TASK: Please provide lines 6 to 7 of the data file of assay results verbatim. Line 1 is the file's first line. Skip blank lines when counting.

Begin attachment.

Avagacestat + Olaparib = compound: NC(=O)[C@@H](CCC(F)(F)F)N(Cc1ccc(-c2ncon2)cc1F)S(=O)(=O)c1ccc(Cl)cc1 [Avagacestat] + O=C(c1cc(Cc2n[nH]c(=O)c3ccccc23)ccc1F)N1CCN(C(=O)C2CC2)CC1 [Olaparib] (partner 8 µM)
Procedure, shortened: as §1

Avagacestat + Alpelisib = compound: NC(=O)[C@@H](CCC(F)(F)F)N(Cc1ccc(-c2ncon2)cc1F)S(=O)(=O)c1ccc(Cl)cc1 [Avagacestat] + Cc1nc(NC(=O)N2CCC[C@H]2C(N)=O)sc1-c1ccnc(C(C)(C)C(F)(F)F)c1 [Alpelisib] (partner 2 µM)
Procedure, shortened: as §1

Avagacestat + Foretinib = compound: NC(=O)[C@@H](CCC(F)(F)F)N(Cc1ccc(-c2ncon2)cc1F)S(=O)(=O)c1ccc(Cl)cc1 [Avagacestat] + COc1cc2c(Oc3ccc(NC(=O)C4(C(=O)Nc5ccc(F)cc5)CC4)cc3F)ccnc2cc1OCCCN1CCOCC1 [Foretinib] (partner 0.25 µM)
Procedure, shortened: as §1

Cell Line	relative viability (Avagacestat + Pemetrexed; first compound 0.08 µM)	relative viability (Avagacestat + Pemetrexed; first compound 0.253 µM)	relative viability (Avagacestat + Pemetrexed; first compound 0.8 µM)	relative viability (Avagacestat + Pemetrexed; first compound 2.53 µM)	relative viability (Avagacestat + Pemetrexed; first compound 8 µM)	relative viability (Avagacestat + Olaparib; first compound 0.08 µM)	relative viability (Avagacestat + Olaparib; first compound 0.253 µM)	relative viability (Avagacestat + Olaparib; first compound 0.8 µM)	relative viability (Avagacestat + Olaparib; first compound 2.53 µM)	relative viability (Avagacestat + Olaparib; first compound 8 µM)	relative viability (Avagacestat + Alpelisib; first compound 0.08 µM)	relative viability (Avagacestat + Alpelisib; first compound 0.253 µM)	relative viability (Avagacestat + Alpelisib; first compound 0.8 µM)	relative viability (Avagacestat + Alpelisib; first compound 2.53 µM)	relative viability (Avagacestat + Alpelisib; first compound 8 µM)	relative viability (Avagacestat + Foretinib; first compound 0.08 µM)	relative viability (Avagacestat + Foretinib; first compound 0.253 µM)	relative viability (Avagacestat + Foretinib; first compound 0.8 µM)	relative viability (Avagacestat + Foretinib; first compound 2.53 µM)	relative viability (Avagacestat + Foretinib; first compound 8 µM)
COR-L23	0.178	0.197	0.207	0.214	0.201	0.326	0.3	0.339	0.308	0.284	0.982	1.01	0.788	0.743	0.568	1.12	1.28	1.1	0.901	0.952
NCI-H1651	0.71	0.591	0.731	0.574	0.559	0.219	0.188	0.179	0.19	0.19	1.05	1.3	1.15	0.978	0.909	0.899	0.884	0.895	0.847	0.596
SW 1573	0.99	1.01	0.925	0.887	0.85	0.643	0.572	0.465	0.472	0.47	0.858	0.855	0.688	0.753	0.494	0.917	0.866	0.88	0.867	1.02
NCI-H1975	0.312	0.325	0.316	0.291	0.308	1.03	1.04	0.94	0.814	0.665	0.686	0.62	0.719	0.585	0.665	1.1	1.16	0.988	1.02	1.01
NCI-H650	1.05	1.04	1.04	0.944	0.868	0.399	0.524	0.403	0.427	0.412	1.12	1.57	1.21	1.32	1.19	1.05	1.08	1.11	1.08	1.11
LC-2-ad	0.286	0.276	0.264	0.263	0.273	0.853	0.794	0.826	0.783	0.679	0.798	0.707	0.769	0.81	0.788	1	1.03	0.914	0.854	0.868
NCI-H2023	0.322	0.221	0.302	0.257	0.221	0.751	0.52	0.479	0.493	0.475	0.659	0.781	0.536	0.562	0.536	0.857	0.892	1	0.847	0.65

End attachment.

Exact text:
Procedure, shortened: as §1

Cell Line	relative viability (Avagacestat + Pemetrexed; first compound 0.08 µM)	relative viability (Avagacestat + Pemetrexed; first compound 0.253 µM)	relative viability (Avagacestat + Pemetrexed; first compound 0.8 µM)	relative viability (Avagacestat + Pemetrexed; first compound 2.53 µM)	relative viability (Avagacestat + Pemetrexed; first compound 8 µM)	relative viability (Avagacestat + Olaparib; first compound 0.08 µM)	relative viability (Avagacestat + Olaparib; first compound 0.253 µM)	relative viability (Avagacestat + Olaparib; first compound 0.8 µM)	relative viability (Avagacestat + Olaparib; first compound 2.53 µM)	relative viability (Avagacestat + Olaparib; first compound 8 µM)	relative viability (Avagacestat + Alpelisib; first compound 0.08 µM)	relative viability (Avagacestat + Alpelisib; first compound 0.253 µM)	relative viability (Avagacestat + Alpelisib; first compound 0.8 µM)	relative viability (Avagacestat + Alpelisib; first compound 2.53 µM)	relative viability (Avagacestat + Alpelisib; first compound 8 µM)	relative viability (Avagacestat + Foretinib; first compound 0.08 µM)	relative viability (Avagacestat + Foretinib; first compound 0.253 µM)	relative viability (Avagacestat + Foretinib; first compound 0.8 µM)	relative viability (Avagacestat + Foretinib; first compound 2.53 µM)	relative viability (Avagacestat + Foretinib; first compound 8 µM)